Study Suggests E-Cigarette Might Increase Possibility Of Non-Smoking Teens To Try Smoking

By Claire Parker, Parent Herald January 24, 07:08 am
Close
Russian teen lovers commit suicide after police shoot-out
Jamie Axsom smokes an E-Cigarette at Digital Ciggz on January 28, 2015 in San Rafael, California. A new study suggests that e-cigarette does not contribute in the decline of the number of smoking teens.
(Photo : Justin Sullivan/Getty Images)

A new study in the United States suggests e-cigarettes is not at all a factor in the decline of teen smoking. It is believed to actually entice non-smoking teens to try it out instead of trying out traditional cigarettes.

In the past 10 years, youth smoking decreased. The co-author of the study, Dr. Stanton Glantz, said in a statement, "There is strong evidence in adults, together with some, but more limited evidence in youth, that e-cigarettes are associated with less, not more quitting cigarettes."

Glantz, who is the director of the Center for Tobacco Control Research and Education at the University of California in San Francisco, added most e-cigarette users are dual users, which means they smoke both the traditional and the gadget-linked cigarettes. The research was published in the online journal called Pediatrics on Jan. 23.

E-cigarettes are battery-powered and use a heating element that turns liquid nicotine into a cloud of vapor, which the users inhale to mimic the same act being done when smoking a traditional cigarette. It was introduced in the past when e-cigarettes made its way to the market in 2007, aiming to ultimately make smokers quit. However, arguments increased in the past years claiming e-cigarettes might actually lure a new generation into nicotine addiction defeating the initial purpose of the product, Reuters reported.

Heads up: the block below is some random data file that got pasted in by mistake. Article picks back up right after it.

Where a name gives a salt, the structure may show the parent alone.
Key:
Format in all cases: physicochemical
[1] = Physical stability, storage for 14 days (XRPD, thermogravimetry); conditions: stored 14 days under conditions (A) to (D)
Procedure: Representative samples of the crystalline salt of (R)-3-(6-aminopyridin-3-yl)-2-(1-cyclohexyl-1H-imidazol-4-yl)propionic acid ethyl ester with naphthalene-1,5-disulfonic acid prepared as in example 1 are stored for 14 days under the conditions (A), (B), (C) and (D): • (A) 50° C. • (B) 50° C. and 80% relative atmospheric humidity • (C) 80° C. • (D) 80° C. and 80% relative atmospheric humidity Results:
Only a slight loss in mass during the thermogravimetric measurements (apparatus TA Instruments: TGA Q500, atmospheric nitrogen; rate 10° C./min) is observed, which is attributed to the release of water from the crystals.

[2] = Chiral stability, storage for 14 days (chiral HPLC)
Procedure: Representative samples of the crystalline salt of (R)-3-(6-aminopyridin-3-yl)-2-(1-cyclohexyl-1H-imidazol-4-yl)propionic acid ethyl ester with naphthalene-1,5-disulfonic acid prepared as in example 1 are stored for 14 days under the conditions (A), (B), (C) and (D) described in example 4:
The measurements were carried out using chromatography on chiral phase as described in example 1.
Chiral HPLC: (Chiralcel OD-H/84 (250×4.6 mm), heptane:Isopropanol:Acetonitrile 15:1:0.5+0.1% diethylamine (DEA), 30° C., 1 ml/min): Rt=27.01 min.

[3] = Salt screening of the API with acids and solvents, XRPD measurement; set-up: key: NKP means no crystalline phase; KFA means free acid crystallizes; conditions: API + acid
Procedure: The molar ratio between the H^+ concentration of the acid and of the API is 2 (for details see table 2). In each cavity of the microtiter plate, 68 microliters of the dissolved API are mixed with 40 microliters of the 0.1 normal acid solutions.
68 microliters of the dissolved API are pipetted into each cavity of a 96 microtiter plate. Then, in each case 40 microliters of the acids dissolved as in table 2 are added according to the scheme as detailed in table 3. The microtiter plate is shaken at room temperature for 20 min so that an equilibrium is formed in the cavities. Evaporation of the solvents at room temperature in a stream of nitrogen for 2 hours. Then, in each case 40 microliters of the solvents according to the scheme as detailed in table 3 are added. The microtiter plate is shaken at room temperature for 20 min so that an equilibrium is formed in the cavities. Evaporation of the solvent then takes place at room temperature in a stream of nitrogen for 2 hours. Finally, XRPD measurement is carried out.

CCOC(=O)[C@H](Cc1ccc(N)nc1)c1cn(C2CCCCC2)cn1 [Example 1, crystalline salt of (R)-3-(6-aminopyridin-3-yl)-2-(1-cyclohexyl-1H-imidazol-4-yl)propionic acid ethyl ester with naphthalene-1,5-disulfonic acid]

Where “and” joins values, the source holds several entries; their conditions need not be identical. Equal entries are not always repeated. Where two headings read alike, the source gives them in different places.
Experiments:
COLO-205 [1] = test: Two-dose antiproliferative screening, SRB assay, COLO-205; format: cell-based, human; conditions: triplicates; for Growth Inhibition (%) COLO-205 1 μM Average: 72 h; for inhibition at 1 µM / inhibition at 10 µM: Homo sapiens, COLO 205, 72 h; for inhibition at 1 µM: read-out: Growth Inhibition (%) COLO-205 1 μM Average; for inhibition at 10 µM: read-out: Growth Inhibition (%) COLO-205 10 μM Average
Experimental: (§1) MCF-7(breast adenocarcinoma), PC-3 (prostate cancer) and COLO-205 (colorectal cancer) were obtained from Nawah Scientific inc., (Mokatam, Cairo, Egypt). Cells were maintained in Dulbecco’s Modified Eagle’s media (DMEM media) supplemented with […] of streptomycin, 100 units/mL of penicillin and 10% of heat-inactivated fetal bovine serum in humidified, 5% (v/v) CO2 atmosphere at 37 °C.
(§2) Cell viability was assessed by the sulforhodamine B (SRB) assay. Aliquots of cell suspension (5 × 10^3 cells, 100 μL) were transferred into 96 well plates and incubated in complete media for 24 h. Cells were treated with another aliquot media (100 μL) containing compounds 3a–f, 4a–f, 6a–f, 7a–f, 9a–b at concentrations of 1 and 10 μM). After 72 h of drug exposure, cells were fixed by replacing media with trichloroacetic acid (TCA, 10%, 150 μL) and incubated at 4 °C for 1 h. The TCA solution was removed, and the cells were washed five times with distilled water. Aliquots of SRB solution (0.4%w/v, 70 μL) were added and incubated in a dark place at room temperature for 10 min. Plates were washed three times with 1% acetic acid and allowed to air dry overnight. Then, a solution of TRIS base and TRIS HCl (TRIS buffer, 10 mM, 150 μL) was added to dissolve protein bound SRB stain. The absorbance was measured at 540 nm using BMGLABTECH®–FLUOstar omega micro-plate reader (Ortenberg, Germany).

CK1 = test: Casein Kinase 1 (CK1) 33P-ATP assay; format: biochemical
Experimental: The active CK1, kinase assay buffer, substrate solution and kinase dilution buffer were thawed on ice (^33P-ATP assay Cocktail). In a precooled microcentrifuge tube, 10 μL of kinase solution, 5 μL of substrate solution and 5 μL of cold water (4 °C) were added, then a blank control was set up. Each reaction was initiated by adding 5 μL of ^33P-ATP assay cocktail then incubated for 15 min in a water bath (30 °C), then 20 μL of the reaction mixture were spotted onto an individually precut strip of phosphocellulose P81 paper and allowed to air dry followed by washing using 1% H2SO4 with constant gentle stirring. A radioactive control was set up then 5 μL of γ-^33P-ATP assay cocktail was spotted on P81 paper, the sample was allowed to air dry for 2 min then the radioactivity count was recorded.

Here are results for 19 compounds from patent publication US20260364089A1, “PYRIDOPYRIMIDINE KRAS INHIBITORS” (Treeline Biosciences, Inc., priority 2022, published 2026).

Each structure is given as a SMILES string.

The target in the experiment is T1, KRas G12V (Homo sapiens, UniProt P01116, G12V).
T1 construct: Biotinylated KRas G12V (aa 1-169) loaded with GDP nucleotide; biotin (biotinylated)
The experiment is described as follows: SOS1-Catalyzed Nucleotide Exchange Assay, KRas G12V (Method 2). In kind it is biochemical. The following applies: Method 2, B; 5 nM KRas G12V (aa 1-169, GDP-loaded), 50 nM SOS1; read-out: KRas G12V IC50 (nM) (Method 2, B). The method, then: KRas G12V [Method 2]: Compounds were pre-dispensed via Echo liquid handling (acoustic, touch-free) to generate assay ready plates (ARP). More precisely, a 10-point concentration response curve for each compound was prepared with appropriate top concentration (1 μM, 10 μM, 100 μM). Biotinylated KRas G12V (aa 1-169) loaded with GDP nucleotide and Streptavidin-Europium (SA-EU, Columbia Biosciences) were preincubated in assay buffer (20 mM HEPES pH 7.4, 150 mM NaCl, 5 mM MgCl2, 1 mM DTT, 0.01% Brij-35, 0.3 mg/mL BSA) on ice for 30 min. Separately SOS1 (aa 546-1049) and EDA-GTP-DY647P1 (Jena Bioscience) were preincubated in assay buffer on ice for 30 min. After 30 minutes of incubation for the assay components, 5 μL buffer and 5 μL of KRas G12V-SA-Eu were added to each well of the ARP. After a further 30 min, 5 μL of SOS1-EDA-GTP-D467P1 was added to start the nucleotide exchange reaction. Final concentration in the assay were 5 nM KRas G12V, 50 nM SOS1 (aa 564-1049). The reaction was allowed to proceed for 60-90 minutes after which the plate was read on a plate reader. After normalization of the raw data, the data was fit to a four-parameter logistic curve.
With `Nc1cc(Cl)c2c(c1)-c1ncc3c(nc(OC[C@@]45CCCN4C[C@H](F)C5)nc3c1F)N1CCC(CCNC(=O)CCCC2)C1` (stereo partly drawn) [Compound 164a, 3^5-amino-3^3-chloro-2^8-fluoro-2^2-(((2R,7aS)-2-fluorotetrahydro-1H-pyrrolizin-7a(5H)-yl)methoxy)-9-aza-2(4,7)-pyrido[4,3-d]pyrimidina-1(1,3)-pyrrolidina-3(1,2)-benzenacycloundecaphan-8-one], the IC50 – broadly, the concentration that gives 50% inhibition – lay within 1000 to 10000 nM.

In the new study, 140,000 middle and high school students were studied based on information from 2004 through 2014. As per the results of the study, the decline of teen smoking was from 40 percent to 22. The teens who said they are still smokers dropped from 16 percent to 6. However, it was found that despite the drastic drop, smoking rates did not decline faster when e-cigarettes were introduced in 2007, U.S. News reported.

Lauren Dutra, the other lead researcher of the study, added they found many e-cigarette users are those who never smoked traditional cigarettes and were initially low-risk regarding starting to smoke. The number of children in the United States using e-cigarettes also rose during the period when the survey was made.

© 2017 ParentHerald.com All rights reserved. Do not reproduce without permission.

Sign up for our Newsletter

Real Time Analytics